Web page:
Thompson said he wants the new Biden administration to understand that sex workers have the best policy solutions for their lives. He hopes to work with the administration toward full decriminalization of consensual adult sex work, eliminating stereotypes of sex workers, and creating better outcomes for sex trafficking.
“We, as sex workers, can speak for ourselves,” he said. “No policies should be created at the state or federal level without a vast array of input from people of different identities and different sectors of the sector trades, from street-based workers to strippers to people in the porn industry to massage providers.”
‘A debt that’s been owed’
The Biden-Harris victory is especially meaningful to the people in the Indian village where Harris’ grandmother was born. People in the village have been praying at the local temple since she was chosen as the vice presidential nominee and have posted signs of support for months. Women living in the village also released a video last week with a sign that sent their good wishes. Once the race was called, victory celebrations erupted.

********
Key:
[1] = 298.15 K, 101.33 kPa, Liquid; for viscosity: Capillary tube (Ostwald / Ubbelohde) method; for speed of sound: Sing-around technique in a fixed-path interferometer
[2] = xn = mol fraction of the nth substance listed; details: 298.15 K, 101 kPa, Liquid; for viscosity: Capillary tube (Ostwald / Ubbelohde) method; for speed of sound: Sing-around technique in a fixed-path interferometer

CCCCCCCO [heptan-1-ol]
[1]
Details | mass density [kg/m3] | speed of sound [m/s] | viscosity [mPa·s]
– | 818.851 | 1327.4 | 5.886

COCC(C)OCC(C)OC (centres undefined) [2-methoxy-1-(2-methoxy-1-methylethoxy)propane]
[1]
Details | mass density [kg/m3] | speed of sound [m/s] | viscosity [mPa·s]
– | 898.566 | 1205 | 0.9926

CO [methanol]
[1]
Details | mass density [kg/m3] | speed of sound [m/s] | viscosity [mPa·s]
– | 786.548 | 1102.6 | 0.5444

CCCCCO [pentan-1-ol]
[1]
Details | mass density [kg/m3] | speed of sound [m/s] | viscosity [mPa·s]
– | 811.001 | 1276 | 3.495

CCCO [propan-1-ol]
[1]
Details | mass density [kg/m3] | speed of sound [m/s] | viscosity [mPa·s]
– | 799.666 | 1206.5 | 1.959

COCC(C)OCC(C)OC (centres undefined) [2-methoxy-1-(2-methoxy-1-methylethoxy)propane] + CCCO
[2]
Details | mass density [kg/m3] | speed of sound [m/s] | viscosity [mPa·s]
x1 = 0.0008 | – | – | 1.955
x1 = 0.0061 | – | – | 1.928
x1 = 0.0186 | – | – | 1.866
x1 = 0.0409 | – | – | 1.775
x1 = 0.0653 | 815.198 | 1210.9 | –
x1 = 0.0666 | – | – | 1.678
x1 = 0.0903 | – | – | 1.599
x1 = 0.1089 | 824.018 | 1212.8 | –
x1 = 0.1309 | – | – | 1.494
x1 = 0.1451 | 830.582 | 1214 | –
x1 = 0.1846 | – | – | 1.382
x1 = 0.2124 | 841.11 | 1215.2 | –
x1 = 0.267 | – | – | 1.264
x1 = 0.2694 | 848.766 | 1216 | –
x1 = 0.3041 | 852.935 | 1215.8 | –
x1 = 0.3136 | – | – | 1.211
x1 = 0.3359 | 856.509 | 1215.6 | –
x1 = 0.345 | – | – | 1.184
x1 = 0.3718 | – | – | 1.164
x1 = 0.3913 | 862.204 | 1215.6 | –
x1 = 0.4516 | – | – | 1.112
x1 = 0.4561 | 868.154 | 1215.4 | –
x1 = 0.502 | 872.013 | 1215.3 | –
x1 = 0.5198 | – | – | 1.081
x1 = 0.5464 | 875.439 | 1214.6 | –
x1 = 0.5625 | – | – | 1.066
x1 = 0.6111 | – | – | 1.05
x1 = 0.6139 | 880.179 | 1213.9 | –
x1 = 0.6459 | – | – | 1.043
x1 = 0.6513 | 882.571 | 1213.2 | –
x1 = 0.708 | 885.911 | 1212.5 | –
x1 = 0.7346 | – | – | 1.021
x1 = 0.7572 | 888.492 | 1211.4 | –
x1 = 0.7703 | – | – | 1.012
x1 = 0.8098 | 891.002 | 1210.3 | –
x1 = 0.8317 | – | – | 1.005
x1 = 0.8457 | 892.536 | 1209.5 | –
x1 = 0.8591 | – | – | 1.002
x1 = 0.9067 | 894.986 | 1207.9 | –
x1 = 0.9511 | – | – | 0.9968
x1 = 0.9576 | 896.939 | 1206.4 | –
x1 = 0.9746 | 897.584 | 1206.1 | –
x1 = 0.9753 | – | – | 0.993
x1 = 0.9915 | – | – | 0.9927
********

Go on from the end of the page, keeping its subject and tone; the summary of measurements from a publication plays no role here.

Harris’ election is a historic moment that shouldn’t be overshadowed by the discord and chaos from the ousted administration. No matter Harris’ background or political affiliation, this is a powerful time for women of color everywhere, and many want to sit for a moment and enjoy it.
“I expect [Harris] to be a reminder vocally, physically, in presence, and otherwise of a debt that's been owed to Black women who have delivered this [victory] for the party and for the country, as we always have and have never been recognized or compensated in the policies, in the services, in the programs, and in the representation that we have earned,” said Dixon Diallo.
Similar to Dixon Diallo, Bradford is also excited about what’s to come.
“I’m kind of feeling the way I did at the beginning of the Obama presidency,” said Bradford. “I just have a lot of hope that somebody who shares some of my identities is in a position of power. I know that the president and vice president can't 100% change everything all by themselves on the turn of the dime, but just knowing that there's somebody who shares some of my identities represented in that place means that there's going to be change.”
Carolyn Copeland is a copy editor and staff reporter for Prism. She covers racial justice and culture. Follow her on Twitter @Carolyn_Copes.
Prism is a BIPOC-led nonprofit news outlet that centers the people, places and issues currently underreported by our national media. Through our original reporting, analysis, and commentary, we challenge dominant, toxic narratives perpetuated by the mainstream press and work to build a full and accurate record of what’s happening in our democracy. Follow us on Twitter, Facebook, and Instagram.